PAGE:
Yep, it’s Joanne Chang again, this time with longtime Myers + Chang executive chef and partner Karen Akunowicz, who has since gone on to open her own restaurant, Fox & the Knife (and appear on two seasons of Top Chef), with another restaurant on the way. Myers + Chang, open since 2007, is a quirky, energetic South End destination for Asian food — Chinese recipes from Chang’s childhood, but lots more, too. Dim sum dishes like tea-smoked pork spare ribs and pork and chive dumplings sit alongside Thai street market-style fried chicken, Indonesian fried rice, and Burmese curry skate wing. The journey through Asia winds through the cookbook as well: The aforementioned pork and chive dumplings and Indonesian fried rice (nasi goreng) are in there, as well as bacon and calamari pad thai, a ginger chicken salad based on Southeast Asian larb, Taiwanese dan dan noodle salad, and even a nod to Chinese-Polynesian-American fare of the Massachusetts North Shore, “Kevin’s old-school egg roll.”
Cru Oyster Bar Nantucket Cookbook: Savoring Four Seasons of the Good Life
Erin Zircher, Jane Stoddard, and Carlos Hidalgo, with Martha W. Murphy
It feels like summer every day in the pages of the cookbook for Nantucket oyster bar Cru, with chapters focused on raw bar basics, summertime grilling at home, and more. (The “four seasons” part of the subtitle isn’t a lie, though; the book also gets into fall — “the romance of the fading light and fleeting days,” Christmas, New Year’s, and more.)
Chapters are centered around a theme rather than dish type (although an index by dish type is available at the end). For example, a chapter entitled “Daffodils and Antique Cars” provides an array of recipes aimed at early spring, Nantucket-style: clam chowder, lobster rolls, spiced fried chicken, bittersweet chocolate whoopie pies with sea salt buttercream, and more. Stories about Nantucket’s culture and history are interspersed among the recipes, making this as much a coffee-table book as it is a cookbook.
Whether you spend all or part of the year on Nantucket or you’re just there in spirit, Cru’s cookbook will bring the New England island vibes into your home with dishes such as crudo of Nantucket Bay scallops with ginger mignonette and pear; oyster crackers with cracked fennel seeds; and key lime pie jars with coconut graham cracker crust.
Buy: Bookshop | Amazon | Cru
Thrown Out of an Italian Kitchen: Recipes From Sweet Basil
Stewed: A Collection of Soups, Braises and Stews From Sweet Basil
David Becker (Thrown Out with Anathea Chartrand)
Chef Dave Becker took over Sweet Basil in Needham in 2000, turning the cozy Italian restaurant into a neighborhood favorite over the past 20-plus years. Introducing “rules” like “ignore all conventions,” “cook from the heart,” and “be smarter than the food” in his 2008 cookbook Thrown Out of an Italian Kitchen, followed by Stewed in 2012, Becker has been sharing Sweet Basil’s recipes — and an insistence that they’re simple to cook at home — for years.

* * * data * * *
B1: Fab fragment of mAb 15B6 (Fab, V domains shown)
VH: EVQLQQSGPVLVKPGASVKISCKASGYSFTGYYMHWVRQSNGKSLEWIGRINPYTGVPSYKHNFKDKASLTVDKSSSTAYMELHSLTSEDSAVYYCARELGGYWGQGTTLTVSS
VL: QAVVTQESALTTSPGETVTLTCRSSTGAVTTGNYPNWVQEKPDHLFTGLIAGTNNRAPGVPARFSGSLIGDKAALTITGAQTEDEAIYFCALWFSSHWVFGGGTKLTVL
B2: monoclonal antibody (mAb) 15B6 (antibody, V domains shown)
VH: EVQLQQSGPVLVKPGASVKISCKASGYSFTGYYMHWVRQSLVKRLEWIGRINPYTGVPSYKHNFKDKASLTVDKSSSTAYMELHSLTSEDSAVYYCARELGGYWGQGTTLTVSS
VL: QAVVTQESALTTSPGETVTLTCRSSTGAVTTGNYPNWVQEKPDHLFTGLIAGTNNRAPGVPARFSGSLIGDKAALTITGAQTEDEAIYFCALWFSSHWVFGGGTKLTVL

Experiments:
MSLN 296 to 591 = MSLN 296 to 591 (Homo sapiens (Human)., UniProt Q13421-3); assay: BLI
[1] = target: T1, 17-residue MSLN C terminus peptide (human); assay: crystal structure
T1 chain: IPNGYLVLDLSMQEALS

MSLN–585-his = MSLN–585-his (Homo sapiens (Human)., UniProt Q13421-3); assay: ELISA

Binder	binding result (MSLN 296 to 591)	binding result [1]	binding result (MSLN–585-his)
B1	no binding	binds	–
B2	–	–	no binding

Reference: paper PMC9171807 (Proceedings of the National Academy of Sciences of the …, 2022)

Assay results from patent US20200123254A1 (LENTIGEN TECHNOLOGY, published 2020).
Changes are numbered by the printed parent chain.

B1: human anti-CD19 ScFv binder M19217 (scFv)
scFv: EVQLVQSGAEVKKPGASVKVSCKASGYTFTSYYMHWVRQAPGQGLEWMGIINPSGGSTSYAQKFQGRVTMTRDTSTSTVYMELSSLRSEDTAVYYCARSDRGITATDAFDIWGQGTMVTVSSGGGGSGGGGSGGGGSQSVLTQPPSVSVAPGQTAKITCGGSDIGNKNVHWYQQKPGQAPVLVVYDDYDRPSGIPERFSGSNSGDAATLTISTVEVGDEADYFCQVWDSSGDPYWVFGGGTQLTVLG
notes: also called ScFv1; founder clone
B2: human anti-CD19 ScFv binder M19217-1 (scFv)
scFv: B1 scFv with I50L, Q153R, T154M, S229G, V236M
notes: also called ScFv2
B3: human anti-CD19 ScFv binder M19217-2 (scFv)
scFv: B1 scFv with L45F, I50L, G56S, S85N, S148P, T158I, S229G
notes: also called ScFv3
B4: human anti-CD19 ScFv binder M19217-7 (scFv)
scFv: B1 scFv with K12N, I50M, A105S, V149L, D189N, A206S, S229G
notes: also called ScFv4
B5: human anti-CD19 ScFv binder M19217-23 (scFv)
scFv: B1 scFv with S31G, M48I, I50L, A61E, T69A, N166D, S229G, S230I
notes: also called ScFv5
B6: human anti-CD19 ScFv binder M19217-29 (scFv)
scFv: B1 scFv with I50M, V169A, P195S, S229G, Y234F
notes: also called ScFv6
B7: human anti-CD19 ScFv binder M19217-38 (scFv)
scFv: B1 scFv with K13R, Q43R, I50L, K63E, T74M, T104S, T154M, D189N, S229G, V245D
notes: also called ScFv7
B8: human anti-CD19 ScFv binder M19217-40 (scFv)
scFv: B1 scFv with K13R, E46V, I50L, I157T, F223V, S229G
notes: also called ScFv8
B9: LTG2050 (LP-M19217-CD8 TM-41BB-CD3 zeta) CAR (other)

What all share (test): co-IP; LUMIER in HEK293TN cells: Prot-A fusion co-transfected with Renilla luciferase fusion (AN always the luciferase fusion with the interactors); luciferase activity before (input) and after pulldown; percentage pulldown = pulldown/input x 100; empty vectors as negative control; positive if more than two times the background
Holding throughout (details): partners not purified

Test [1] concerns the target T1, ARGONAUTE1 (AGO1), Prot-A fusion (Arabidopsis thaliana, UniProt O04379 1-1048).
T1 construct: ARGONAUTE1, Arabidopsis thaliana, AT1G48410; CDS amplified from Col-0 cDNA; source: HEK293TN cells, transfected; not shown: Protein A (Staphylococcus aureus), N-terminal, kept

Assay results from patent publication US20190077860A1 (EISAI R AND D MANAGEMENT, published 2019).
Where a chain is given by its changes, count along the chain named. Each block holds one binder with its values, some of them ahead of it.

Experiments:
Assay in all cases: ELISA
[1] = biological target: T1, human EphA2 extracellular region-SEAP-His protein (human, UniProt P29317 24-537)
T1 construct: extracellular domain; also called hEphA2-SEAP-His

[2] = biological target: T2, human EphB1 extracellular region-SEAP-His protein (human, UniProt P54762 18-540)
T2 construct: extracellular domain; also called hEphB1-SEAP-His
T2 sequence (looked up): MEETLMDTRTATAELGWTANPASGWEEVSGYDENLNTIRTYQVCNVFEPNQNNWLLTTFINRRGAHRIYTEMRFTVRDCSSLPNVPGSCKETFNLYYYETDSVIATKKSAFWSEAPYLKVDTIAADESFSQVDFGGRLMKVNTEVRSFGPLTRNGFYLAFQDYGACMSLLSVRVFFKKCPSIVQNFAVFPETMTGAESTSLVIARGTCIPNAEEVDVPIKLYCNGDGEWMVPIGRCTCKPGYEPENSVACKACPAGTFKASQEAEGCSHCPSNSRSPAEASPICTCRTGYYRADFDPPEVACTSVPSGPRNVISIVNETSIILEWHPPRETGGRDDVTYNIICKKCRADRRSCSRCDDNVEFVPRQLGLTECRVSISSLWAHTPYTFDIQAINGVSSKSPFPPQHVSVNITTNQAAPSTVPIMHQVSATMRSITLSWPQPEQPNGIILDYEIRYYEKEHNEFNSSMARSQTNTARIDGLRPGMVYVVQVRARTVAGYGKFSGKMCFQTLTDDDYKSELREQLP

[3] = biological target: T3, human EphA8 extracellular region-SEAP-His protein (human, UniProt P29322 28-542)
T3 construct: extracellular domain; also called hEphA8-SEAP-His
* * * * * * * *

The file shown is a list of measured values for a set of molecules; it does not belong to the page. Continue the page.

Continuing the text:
Becker’s books have a lot of heart, and his recipes are quite approachable, even for a novice chef without a well-stocked pantry. The first book features staples like steamed mussels, sauteed calamari, and Caesar salad; there are plenty of sandwiches, soups, and other simple and satisfying meals, and there’s a whole section dedicated to sauces, stocks, and other building blocks. Home cooks can get a little fancier, too, with entrees like a stuffed pork loin or lamb osso bucco.
The second book, Stewed, dives further into the restaurant’s soups and braises; think veal shanks and seafood chowder.
Either book, or both, will please longtime Sweet Basil fans as well as those looking to do some beginner-friendly, Italian-style cooking.
Buy Thrown Out of an Italian Kitchen: Amazon | Sweet Basil
Buy Stewed: Amazon | Sweet Basil
Juniper: A Quasi Mediterranean Restaurant
Dave Becker with Ashley Eaton and Tim Fichera
Another option from Becker is tied to his second restaurant, Juniper, which he opened in Wellesley in 2014; he self-published the book five years later with executive chef Tim Fichera and bar manager Ashley Eaton. Meant to be “a motley amalgam of recipes, cocktails, and irreverent musings straight from the friendliest little restaurant in Wellesley,” Juniper: A Quasi Mediterranean Restaurant touches on dips and spreads, entrees, sweets, cocktails, and more.
If your home is in need of pecan bourbon baklava, watermelon mint gazpacho, and cranberry ginger hummus, this might be the quirky, colorful cookbook for you.
Buy: Sweet Basil
Buttermilk & Bourbon
Buttermilk & Bourbon: New Orleans Recipes With a Modern Flair
Local chef Jason Santos — a Tremont 647 and Gargoyles on the Square alum who went on to open several of his own restaurants in Boston — opened his New Orleans-themed spot, Buttermilk & Bourbon, in 2017. Santos’s honey-glazed biscuits, beignets, fried chicken, and more have attracted plenty of fans over the past few years, and now you can make them at home.
The cookbook has some gimmicky (but fun) inclusions, such as Flamin’ Hot Cheeto mac and cheese and chicken and waffle tacos, where the waffle is the taco shell. Laughs aside, the tacos are a showstopper, and you’re going to want to set aside plenty of time to make all the components, from the avocado butter to the watermelon pico de gallo. (This one’s actually from Santos’s Mexican restaurant, Citrus & Salt.)
Buttermilk & Bourbon also helps readers with step-by-step photographs and instructions for techniques like breaking down a chicken for a 10-piece fried chicken feast.
The tone is conversational; the dishes are jam-packed with flavor. If you’re looking for a serious tome on traditional New Orleans cuisine, this probably isn’t the book for you. If you want to fry up some killer fried chicken with a side of smoked gouda cornbread and a strong cocktail, give it a try.